Debt and Human Rights
“To be honest, it is a scandal that we are forced to choose between basic health care and education for our people, to be able to repay old debt. Are we supposed to let our children die of diseases that can be prevented and cured, refuse them education, let the people drink dirty water, just to repay this debt?”
- Benjamin Mkapa, former president of Tanzania.
All people have a right to food, water, healthcare and basic education, but today several countries have to cut funding to schools, hospitals and water because they have to meet the requirements of their creditors. When debt burdens become so great that they are not possible to pay without inhibiting a country’s ability to provide basic human rights for its own inhabitants it is called unsustainable or unpayable debt. Debt Justice Norway and the international debt movement believes that this kind of debt should be cancelled. The International Monetary Fund (IMF) has on the other hand put forward such narrow standards for what qualifies as ‘unsustainable debt’, that several countries in need of debt cancellation are not getting the relief they need.
Even though the international financial institutions, The World Bank and IMF do not consider human rights standards when they calculate debt sustainability. Luckily, there are other actors that do important work on this issue. In 2012, the UN launched their guiding principles on debt and human rights which are supposed to guide lenders (those who are giving loans), and borrowers on how to meet the fulfill the international human rights.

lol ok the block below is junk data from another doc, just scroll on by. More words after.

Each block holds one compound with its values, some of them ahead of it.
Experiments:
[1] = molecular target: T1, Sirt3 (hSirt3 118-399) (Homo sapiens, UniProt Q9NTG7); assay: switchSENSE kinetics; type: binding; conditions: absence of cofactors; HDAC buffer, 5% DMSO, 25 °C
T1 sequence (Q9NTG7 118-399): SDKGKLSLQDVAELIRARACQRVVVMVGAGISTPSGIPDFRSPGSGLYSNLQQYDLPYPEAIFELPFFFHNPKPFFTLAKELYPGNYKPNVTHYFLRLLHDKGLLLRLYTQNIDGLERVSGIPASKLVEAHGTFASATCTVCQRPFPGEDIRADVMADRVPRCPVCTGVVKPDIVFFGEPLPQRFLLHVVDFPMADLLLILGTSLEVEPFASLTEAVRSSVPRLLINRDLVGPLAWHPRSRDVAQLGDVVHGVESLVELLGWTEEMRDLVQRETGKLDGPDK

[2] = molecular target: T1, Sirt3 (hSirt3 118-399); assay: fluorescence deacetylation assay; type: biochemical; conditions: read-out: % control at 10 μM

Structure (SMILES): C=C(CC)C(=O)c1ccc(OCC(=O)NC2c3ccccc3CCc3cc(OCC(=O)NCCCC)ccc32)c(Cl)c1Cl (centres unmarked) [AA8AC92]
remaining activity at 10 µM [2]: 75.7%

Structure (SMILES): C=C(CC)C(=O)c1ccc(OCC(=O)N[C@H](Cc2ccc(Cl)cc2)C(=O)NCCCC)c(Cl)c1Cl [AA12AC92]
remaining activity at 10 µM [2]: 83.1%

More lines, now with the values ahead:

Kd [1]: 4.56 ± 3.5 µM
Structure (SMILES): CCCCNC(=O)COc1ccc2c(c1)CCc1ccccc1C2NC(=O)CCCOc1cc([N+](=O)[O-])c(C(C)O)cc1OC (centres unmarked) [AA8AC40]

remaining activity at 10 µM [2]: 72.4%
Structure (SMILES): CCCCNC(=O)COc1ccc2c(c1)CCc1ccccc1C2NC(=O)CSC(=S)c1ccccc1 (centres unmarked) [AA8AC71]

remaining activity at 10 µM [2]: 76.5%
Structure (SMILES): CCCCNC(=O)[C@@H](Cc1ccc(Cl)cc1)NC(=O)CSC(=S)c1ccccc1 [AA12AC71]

The guiding principles state, among other things, that:
- All states have the obligation to respect, protect and fulfill human rights, and should ensure that activities concerning lending, borrowing, debt repayment or debt restructuring do not derogate from these obligations (principles 6 and 16)
- International financial organizations (such as the World Bank and the IMF) and private corporations have an obligation to respect international human rights, and to refrain from actions that can contravene the enjoyment of human rights (principle 9)
- Creditors and debtors share responsibility for preventing and resolving unsustainable debt situations, and the creditor have a duty to refrain from providing a loan in circumstances where the lender is aware that the funds will be used for non-public purposes or for non-viable projects (principle 23)